The curry is ready when there is a thin film of oil on the top. Served with rice or roti.

Preparation: 20 minutes: cooking time: 30 minutes; serves 4.

How it played out
I took the author’s advice and used firm fish (ling) steaks and tamarind pulp. Extracting the tamarind juice was a bit fiddly, but I ran it through an old tea strainer and pressed out the juice with the back of a spoon.

I didn’t have a sprig of fresh curry leaves, so tossed in a handful of dried. Everything else was super easy to do and the dish came together quickly. Served with rice, broccoli and cauliflower.

Verdict
Excellent recipe—truly delicious. Now I have two fantastic fish curry recipes. The first was another page-32 recipe—fish in tomato gravy. I’m on a fish roll!

Travel
If you love seafood, check out my travel blog for a post about the amazing fish dish we ate in China.

Advertisements

About leggypeggy

Intrepid overland traveller, keen photographer, avid cook—known to jump out of airplanes and do other silly things. Do not act my age.
This entry was posted in Fish and seafood, Light meal, Main dish, Rice, Stew/soup and tagged , , , , , , , , , , , , , , . Bookmark the permalink.

2 Responses to Tamarind fish curry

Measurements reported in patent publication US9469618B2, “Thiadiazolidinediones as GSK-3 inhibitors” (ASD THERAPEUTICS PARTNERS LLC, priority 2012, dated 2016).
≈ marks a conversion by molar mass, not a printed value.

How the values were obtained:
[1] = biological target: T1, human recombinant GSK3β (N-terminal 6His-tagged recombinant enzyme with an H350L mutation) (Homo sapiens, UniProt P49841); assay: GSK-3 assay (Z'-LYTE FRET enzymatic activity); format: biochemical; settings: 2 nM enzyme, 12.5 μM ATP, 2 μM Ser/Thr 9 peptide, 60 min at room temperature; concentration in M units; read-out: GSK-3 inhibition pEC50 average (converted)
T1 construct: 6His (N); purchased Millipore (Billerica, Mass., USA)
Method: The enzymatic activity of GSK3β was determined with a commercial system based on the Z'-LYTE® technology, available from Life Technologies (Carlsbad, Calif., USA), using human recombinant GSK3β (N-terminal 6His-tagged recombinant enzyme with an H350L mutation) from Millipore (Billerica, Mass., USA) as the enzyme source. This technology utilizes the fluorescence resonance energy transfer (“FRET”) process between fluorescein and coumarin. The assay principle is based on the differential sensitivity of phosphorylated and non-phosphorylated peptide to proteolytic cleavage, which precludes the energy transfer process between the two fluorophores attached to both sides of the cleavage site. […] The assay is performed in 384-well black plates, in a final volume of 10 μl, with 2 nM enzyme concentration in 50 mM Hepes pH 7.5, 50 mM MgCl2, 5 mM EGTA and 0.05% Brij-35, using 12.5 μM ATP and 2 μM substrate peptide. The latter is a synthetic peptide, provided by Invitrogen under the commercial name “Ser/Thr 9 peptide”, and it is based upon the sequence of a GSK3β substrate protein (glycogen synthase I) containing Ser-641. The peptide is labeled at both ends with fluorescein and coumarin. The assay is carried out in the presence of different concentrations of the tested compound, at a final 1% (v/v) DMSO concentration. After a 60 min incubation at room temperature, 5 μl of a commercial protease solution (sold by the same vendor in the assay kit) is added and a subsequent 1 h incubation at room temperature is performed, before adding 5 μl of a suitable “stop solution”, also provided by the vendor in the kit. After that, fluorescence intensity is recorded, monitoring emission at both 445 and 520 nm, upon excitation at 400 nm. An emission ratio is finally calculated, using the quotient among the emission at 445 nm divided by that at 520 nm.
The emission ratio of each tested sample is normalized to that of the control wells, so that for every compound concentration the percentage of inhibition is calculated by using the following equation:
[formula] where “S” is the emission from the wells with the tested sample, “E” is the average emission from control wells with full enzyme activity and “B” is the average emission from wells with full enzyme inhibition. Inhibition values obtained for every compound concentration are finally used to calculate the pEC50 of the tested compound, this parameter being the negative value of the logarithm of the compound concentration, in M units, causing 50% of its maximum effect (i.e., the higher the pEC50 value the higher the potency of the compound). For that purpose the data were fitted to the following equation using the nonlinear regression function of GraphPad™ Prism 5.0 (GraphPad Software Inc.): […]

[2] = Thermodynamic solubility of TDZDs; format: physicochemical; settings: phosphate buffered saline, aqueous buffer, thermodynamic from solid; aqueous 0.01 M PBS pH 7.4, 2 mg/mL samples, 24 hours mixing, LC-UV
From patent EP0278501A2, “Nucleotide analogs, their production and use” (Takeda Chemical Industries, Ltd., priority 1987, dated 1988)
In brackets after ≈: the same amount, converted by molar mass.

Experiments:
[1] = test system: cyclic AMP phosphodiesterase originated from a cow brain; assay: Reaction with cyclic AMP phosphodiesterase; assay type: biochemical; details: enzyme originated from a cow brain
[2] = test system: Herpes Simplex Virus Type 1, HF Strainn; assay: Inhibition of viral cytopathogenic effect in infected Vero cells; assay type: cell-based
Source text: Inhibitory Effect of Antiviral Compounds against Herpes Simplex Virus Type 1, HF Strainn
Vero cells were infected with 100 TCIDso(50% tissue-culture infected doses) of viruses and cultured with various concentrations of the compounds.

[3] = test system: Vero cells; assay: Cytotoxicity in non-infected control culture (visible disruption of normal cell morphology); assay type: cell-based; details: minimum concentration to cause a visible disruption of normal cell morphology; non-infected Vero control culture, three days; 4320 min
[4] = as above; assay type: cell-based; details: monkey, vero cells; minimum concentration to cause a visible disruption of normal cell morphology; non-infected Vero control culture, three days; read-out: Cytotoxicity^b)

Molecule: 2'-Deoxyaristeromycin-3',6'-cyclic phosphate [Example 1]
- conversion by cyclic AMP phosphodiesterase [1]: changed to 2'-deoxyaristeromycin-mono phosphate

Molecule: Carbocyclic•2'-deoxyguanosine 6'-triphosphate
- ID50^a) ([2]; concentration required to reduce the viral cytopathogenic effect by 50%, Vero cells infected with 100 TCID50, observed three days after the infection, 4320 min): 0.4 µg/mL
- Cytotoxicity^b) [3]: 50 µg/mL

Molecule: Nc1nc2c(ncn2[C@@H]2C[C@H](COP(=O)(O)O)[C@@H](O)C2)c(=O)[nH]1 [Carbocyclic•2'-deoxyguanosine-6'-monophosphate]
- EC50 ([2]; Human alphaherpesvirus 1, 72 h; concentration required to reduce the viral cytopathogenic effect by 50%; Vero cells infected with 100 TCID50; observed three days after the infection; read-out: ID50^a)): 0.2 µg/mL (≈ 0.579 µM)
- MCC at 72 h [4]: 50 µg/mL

1. Sy S. says:

    Today I had some thighs and drum sticks defrosting and was planning on a curry crock pot meal.
    Then I clicked on this blog about a Tamarind Fish Curry recipe. And the write-up said that this book, Sri Lankan Food, won some awards. So surfed the internet and saw that it was for sale in Perth, Australia for $45 Aus = $31 USA (a little expensive if you add shipping). I then clicked on the area which shows some views of pages within the book. One page had their signature recipe (I guess) “Butter Chicken.” So I printed it out and decided to use the various ingredients and buttermilk instead of yogurt… Also, the basic recipe was for baking in an oven, but I used my slow cooker. In short, my version of this recipe came out great, tasty and easy to make with a 3 1/2 high temperature used in the crock pot. I will make this recipe again… and some day perhaps I will get around to this Tamarind Fish Curry dish as well. Aside- Ceylon = Sri Lanka is one of my most favorite countries I have traveled to… beautiful and the people are friendly. However, too many years ago and don’t recall the curries I had eaten.. but do recall their “hoppers”;
    like roti flat bread but puffed up in the center.

    • leggypeggy says:

      Sy, I love the way you take a recipe and make it your own. That’s the inventiveness of the kitchen and the cook. And now I’ll have to revisit the cookbook to see if, per chance, the butter chicken recipe is on page 232. Fingers crossed.

Leave a Reply

Fill in your details below or click an icon to log in:

WordPress.com Logo

You are commenting using your WordPress.com account. Log Out / Change )

Twitter picture

You are commenting using your Twitter account. Log Out / Change )

Facebook photo

You are commenting using your Facebook account. Log Out / Change )

Google+ photo

You are commenting using your Google+ account. Log Out / Change )

Connecting to %s